APIDOX are generated by the Doxygen documentation tool. This tool reads the source code for your application (or library) and produces nicely formatted documentation from it. There is a good reference manual available -- but let's hope to make it unnecessary to read, for basic use anyway.

You don't even need to have Doxygen installed to work on apidox for your application. Every few hours, compiles apidox for all of the Sugar modules we know about. Logfiles are kept and you can see your apidox on the site, or read the error messages and fix those. might not be the fastest way to write and fix apidox, but it gets the job done, and if you spend just an hour at the end of the day writing some apidox, it's sufficiently useful.

Basic apidox are fun and simple: you write comments in your code explaining what things are supposed to be for. These comments are nearly indistinguishable from stuff you would be writing in the headers of your code anyway, so that's not hard to do.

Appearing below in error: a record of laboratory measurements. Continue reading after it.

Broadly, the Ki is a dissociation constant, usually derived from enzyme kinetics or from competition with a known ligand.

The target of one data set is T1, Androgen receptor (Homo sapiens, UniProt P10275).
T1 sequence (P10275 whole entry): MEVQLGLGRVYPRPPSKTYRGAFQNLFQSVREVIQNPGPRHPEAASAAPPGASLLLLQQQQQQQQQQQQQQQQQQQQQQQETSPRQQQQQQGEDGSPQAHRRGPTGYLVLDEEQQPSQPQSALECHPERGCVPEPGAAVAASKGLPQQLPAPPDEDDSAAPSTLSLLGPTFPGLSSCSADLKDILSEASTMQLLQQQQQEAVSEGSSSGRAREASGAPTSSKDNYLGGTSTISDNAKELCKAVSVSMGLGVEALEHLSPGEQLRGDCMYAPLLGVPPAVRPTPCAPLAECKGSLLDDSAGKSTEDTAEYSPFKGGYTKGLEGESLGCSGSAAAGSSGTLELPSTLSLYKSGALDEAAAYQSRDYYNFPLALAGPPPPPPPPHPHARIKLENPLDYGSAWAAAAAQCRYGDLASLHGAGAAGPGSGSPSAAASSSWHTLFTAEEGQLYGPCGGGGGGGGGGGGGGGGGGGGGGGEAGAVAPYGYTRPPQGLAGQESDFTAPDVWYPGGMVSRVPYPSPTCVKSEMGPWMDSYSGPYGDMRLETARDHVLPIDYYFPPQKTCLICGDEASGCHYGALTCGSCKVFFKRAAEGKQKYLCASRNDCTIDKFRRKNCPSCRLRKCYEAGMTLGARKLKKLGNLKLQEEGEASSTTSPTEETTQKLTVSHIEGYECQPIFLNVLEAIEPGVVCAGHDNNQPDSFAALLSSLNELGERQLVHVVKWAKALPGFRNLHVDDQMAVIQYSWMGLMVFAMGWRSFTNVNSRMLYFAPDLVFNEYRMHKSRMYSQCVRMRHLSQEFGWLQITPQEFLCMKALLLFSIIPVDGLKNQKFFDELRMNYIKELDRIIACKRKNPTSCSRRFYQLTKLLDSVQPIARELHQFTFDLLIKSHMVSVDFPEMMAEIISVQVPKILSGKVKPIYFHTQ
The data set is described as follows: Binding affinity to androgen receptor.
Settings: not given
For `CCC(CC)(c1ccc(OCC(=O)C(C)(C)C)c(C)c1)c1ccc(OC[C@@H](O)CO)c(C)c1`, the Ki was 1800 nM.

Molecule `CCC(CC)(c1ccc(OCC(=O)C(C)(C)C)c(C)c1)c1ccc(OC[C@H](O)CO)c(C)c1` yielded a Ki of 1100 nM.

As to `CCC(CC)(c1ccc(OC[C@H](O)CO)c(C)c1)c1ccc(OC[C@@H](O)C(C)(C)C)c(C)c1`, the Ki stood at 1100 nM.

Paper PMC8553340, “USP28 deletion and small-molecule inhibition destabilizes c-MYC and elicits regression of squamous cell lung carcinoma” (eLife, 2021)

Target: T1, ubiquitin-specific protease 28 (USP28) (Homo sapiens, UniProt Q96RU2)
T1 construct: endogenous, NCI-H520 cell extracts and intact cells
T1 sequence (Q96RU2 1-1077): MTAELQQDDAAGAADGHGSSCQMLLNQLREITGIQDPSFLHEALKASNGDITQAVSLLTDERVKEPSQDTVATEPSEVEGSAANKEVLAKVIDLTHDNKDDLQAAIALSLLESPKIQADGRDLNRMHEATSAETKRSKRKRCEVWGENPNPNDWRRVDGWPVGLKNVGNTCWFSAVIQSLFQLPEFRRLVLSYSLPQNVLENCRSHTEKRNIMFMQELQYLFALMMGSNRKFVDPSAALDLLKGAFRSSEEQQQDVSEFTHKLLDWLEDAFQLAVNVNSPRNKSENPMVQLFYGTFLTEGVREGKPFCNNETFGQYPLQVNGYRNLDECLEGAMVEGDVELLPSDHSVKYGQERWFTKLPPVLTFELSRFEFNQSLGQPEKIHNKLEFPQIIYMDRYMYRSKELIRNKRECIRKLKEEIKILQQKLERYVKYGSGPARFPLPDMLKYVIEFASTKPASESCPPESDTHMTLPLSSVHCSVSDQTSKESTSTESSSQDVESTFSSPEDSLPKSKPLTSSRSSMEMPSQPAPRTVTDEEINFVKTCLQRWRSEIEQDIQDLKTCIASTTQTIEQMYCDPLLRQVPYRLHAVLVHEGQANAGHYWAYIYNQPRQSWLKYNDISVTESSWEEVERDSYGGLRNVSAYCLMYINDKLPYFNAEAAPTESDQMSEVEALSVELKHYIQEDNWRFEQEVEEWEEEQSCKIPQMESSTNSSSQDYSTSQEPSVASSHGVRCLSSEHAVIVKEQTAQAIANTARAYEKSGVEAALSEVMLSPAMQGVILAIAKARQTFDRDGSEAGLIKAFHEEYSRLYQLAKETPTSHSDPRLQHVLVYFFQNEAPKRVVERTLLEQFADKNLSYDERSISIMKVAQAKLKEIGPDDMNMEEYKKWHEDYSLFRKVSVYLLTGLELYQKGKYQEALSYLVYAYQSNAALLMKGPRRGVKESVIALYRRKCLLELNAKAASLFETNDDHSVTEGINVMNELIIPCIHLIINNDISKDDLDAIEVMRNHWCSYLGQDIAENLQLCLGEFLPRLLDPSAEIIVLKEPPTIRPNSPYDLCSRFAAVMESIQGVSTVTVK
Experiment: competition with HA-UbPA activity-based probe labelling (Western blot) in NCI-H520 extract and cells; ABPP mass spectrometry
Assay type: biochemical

APIDOX consist of two types of comments python docstrings and doxygen directives. These docstrings are surrounded by """ (quote, quote, quote) -- that's what makes them special. The rest of the content of the comment is just plain text describing a part of your program. The plain text is interpreted by the Doxygen processor, so that you can write accurate descriptions of parameters, return types, and do some basic text markup.

Doxygen directives are one line comments preceded by a #. They are short statments that help Doxygen determine the organization of your package.

But documentation can be very straightforward: just write down what a method does, surrounded by """ and """, like this:

 This method increases the IQ of end users.  Therefore, it
 should be called whenever possible (i.e. instead of having
 idle time, you might think of calling this method.)  You might
 even insert it into your own event loop to ensure it is called
 as often as possible. If these calls decrease the number of
 new features, it's still no problem to call it. 
 def increaseIQ (IQ):

Note: This process is slightly different from the instruction on the Doxygen site. Standard Doxygen comments are surrounded by /** and */. In order to maintain compatibility with standard python documentation, runs a preprocessor that converts docstrings into doxygen comments.

For proper apidox, you need to document every "thing" in your program. "Things" here are: sugar modules, python packages, python modules, classes, functions, and variables. Complete apidox looks something like this:

 # \file
 # \brief An example Python program.
 # Demo class